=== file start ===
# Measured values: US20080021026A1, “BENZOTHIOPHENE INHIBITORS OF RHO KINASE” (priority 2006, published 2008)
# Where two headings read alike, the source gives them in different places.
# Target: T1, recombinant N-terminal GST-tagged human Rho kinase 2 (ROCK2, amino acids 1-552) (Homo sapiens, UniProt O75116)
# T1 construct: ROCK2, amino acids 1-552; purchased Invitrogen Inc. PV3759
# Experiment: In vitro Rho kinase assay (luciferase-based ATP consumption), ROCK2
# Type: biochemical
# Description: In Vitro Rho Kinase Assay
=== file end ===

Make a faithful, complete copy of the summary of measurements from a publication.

# Measured values: US20080021026A1, “BENZOTHIOPHENE INHIBITORS OF RHO KINASE” (priority 2006, published 2008)
# Where two headings read alike, the source gives them in different places.
# Target: T1, recombinant N-terminal GST-tagged human Rho kinase 2 (ROCK2, amino acids 1-552) (Homo sapiens, UniProt O75116)
# T1 construct: ROCK2, amino acids 1-552; purchased Invitrogen Inc. PV3759
# Experiment: In vitro Rho kinase assay (luciferase-based ATP consumption), ROCK2
# Type: biochemical
# Description: In Vitro Rho Kinase Assay